We’re a pretty small guide staff down here. We typically have about five to six guides every year, and we hire a variety of folks with either adaptive experience or previous guiding experience or sometimes expedition experience, and then we do an immersive three weeks of training. That training includes all of our adaptive equipment, transfer training, ability awareness training, as well as the river-specific stuff. We also do in-house swift water rescue training with a hint of ability-awareness, so we really focus on folks who might not be able to swim or folks who might not be able to help rescue themselves–they might not be able to grab a throw rope. We also do continuing education throughout the season.
What is ability awareness training?
Ability awareness training talks about person-first language, talking about why we don’t use words like ‘handicapped’ anymore, and then we’ll go through disabilities and generalized characteristics about folks who have those disabilities so we can help make them more comfortable on the river. So, for example, when I’m doing ability awareness training, and I’m talking about folks with PTSD, I’m advising the staff not to slam cooler lids or toilet seats and things like that. We also do transfer training so how to help someone with mobility issues. Ability awareness training is also continuing to interact with folks with disabilities and continuing to absorb the information that they give you. I respectfully ask a lot of questions when a group signs up and someone has a disability that I haven’t heard of before or haven’t worked with before because I want to make the trip feel as comfortable as possible for them.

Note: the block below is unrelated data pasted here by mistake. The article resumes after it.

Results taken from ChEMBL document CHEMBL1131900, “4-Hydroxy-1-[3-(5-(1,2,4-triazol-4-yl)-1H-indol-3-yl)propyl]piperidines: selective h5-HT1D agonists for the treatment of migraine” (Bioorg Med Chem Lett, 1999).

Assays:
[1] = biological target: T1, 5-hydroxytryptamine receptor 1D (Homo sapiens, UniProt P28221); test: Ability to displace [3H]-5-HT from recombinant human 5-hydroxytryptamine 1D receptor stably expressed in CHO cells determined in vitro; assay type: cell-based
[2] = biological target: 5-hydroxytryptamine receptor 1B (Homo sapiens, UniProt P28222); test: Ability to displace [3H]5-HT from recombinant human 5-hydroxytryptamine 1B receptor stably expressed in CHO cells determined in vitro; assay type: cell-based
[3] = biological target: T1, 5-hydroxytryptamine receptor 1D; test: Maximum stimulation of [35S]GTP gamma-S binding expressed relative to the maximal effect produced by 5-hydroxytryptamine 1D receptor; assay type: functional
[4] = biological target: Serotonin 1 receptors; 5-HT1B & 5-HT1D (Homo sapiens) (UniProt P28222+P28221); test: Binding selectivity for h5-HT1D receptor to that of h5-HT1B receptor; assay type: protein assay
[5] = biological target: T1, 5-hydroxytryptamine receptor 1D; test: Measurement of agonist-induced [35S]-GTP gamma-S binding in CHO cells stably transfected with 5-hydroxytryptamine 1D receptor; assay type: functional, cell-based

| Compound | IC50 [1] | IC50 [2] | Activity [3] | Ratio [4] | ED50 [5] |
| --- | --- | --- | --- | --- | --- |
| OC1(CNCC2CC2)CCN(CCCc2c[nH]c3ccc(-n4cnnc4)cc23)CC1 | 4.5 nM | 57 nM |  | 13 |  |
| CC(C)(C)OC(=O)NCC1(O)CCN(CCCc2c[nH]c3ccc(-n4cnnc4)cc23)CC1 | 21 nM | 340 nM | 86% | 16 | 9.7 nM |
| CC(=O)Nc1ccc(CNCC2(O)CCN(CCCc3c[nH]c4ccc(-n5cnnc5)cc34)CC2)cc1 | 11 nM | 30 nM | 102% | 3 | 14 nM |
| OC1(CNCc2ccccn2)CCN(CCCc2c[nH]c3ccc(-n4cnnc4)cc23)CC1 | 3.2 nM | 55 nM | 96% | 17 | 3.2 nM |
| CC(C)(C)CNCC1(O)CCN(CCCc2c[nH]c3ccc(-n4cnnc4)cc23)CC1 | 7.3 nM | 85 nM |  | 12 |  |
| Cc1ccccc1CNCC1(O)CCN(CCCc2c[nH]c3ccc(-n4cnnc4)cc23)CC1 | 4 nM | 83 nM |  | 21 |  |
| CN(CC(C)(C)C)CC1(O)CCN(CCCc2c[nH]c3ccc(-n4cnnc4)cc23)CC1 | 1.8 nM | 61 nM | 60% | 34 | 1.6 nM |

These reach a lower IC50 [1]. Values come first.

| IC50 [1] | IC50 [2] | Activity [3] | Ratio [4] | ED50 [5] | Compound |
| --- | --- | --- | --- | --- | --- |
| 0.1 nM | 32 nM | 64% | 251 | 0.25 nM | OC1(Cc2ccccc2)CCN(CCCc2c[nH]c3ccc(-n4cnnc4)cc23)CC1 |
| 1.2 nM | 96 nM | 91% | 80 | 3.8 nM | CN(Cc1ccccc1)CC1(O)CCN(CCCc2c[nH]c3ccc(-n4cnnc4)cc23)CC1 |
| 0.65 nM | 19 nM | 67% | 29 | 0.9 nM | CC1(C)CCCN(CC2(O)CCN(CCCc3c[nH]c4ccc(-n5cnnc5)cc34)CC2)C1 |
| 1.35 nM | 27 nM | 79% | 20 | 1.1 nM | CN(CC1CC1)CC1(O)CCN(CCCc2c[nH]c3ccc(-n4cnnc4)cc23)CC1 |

Are there any other activities or summer programming you’d like to share with our readers?
In Park City, we do a lot of other activities. Mountain biking is one of our most popular activities by far. The competitive ski and snowboard team is amazing. We have a challenge course. The challenge course is fully adaptable, they can lift someone who is using a wheelchair up onto the course, and they can go through the course. Water sports are also super popular. They’re starting water-skiing back up this summer; a lot of people are really into that.